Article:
Many businesses lack clear succession plans for fear of being swindled or taken advantage of.
However, thieves and swindlers have always been and will always be with us. This should not be an excuse not to develop proper structures to ensure that our pet dreams become timeless brands. People have automobile accidents but that has not stopped us from travelling in them.
To succeed, one must adhere to Socrates’ “Man know Thyself” philosophy. One must also appreciate that life has seasons and phases.
Just because you were great at a task at one particular time of your life does not guarantee that years down the line you will still be great. The ability to know yourself and read the times is one of the most vital for business sustainability.
The Bible gives an interesting demarcation between capabilities. Some are called to plant while others are called to water and this represents different temperaments for business.
Some are gifted at starting things, they are the planters. The temperament required for that is totally different from that for people who water—or who nurture a business.
The planters are normally characterised by impatience. They are driven by the bottom line. They can be too blunt and just want to get the job done.
The irony is that they are also likely to be very charismatic and through their charm are able to open doors. However, many of them tend to be introverted but they are able to put on a professional extroverted appearance.
The people who water have a very different. They are administrators par excellence. They have the patience and attention to detail that planters could lack. They are very patient and go to places that planters would normally not go to. They do not have the roughness of the planters. They do not need it. The planters have had to break fallow ground and prepare things for those who come to water and nurture.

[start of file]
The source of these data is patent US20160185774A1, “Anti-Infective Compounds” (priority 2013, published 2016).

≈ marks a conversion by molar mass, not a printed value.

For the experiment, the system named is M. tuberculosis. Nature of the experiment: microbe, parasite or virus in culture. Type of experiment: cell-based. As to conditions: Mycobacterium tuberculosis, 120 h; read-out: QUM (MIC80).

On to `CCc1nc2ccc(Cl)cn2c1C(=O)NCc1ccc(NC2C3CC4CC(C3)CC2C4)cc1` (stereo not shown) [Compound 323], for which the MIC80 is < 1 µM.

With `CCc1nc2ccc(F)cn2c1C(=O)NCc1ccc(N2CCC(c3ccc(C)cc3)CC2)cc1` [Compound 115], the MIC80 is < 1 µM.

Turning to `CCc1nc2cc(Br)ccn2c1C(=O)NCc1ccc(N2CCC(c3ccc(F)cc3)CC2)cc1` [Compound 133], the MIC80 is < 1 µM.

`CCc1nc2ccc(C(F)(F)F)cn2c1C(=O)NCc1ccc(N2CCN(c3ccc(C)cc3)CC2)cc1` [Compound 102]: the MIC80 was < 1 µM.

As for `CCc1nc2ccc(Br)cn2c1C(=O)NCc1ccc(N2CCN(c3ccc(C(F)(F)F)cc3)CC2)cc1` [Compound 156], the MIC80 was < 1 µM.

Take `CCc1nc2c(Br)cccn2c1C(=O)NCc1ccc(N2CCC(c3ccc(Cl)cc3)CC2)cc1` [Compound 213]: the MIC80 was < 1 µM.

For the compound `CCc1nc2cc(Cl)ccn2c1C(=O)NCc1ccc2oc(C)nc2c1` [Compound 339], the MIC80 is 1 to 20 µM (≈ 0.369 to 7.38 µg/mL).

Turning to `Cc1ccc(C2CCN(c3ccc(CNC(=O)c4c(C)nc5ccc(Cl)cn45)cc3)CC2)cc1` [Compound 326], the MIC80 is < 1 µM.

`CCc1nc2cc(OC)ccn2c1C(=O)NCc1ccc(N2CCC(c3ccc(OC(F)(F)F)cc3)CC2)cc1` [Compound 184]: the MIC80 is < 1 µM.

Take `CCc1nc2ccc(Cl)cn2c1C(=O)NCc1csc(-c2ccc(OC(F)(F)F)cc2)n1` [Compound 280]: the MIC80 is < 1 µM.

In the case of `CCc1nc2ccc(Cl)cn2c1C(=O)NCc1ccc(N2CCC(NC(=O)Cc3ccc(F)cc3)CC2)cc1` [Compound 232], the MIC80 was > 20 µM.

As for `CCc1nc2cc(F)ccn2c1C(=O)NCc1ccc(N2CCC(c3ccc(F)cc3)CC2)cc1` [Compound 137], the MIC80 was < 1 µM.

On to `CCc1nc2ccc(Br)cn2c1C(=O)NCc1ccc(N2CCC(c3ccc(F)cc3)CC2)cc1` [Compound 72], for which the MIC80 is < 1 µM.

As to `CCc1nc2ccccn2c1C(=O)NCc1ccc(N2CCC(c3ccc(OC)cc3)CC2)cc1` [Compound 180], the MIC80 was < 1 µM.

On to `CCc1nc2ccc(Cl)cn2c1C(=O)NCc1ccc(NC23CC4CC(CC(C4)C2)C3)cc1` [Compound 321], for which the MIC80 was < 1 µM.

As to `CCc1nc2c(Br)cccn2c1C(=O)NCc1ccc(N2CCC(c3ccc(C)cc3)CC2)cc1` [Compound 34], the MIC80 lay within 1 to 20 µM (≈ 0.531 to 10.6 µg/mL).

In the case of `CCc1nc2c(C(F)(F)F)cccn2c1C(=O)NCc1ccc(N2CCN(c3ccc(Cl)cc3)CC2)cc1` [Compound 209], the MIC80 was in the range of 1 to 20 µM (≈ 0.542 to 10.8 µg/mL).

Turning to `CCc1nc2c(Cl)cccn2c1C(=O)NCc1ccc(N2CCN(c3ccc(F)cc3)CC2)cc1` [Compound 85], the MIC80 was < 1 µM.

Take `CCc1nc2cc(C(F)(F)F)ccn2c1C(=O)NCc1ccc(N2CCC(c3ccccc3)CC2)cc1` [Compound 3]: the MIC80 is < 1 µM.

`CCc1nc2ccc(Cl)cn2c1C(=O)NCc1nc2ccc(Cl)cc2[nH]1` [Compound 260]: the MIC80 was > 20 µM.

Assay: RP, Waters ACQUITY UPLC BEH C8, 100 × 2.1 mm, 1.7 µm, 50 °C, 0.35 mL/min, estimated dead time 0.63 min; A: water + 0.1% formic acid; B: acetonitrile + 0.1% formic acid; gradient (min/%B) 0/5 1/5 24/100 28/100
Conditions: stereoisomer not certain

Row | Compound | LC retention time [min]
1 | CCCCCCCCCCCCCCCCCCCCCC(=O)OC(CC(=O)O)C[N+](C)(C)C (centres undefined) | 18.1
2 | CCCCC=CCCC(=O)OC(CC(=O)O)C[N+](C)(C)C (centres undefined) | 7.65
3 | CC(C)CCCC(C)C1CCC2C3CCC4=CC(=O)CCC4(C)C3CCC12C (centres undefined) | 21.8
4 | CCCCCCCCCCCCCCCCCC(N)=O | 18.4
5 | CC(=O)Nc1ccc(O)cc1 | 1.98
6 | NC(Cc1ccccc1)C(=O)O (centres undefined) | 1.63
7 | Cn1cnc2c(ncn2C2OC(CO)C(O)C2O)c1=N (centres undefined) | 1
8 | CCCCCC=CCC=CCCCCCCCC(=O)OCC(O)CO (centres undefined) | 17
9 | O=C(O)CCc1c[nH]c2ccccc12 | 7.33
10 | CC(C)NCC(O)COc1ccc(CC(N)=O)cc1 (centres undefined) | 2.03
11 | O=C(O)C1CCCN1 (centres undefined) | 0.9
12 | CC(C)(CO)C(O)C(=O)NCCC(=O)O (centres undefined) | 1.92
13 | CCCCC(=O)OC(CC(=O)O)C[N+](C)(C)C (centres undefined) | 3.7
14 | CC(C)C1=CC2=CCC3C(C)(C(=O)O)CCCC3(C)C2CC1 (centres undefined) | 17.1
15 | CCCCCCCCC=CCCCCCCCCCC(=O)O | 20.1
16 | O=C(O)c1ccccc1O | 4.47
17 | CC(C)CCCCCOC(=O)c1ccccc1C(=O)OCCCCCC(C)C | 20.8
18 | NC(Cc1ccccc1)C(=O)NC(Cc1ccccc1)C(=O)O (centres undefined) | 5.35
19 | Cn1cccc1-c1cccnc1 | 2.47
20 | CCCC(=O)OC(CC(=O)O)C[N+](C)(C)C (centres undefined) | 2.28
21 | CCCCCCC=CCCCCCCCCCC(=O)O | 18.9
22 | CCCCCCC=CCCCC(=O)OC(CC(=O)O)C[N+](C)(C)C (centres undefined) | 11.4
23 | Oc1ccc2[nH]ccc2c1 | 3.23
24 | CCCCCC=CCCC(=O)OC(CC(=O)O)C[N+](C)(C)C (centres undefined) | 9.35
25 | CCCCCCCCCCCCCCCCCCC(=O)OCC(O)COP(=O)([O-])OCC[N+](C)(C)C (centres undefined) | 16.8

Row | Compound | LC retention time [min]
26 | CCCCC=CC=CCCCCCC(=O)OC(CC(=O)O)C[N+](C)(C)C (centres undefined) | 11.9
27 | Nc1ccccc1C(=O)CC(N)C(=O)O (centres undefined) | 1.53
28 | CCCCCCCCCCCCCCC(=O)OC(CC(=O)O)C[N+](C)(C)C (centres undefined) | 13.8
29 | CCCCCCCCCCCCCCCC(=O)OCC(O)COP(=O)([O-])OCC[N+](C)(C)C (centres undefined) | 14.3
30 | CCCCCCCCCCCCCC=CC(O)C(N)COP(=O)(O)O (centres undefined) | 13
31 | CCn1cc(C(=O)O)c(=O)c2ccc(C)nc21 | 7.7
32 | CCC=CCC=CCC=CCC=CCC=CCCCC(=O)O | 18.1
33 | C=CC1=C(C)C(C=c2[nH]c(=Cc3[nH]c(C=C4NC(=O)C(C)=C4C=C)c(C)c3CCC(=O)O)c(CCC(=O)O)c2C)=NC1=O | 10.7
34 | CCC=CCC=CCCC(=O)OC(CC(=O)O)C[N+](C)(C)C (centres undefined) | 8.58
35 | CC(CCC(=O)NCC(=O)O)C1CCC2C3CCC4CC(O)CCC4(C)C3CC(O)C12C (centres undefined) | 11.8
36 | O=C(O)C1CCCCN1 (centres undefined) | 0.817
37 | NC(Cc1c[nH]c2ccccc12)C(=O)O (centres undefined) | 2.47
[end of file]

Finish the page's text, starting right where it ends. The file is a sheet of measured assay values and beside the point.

Plenty of evidence shows that when a planter overstays their tenure and does not engage the services of those who water companies, they are more likely to run their dreams to the ground.
History is full of examples of companies started and destroyed by visionary starters. They did not know when their season as planters needed to give way to a new season of waterers and nurturers.
Another way of classifying these two roles is to look at them as the “Founders Temperament” and the “Growers Temperament.”
Which are you? A planter or a waterer? A founder or a grower?
If you do not know your limitations, life will reveal them to you the hard way. If you are a starter, surround yourself with growers or else you will destroy what you started.
The flip side is also valid. Some people will never start a business, but will thrive in firms started by others. However, because we live in a world where the topic of entrepreneurship is so widely talked about many nurturers—not knowing that they are meant to water what others have started—go out into the world of entrepreneurship and they fail badly because they do not have the temperament for it.
Please note that this is not a weakness. It is just a sign that they are meant to be placed differently. Not everyone is meant to be an entrepreneur.
If everyone was an entrepreneur, who would they employ? We need to shout loudly about intrapreneurship as much as we shout about entrepreneurship.
The upper middle class in most nations are not made up of entrepreneurs but of intrapreneurs. These are people who have identified their gift to nurture and water what has been planted by others.
Today, the greatest companies in the world like Microsoft, Google, Apple and Coca-Cola are run by intrapreneurs. This is the only way to preserve brands and ensure that they remain timeless.
These companies are not run by their founders. They are run by people who are gifted administrators and who know how to take the company to the next level. They are inspired by the visionaries but they as growers put the roots in place.
A company full of visionaries with no growers will always have dreams, but none will take root and their chances of becoming timeless brands reduce by the minute.
Wale Akinyemi is the chief transformation officer, PowerTalks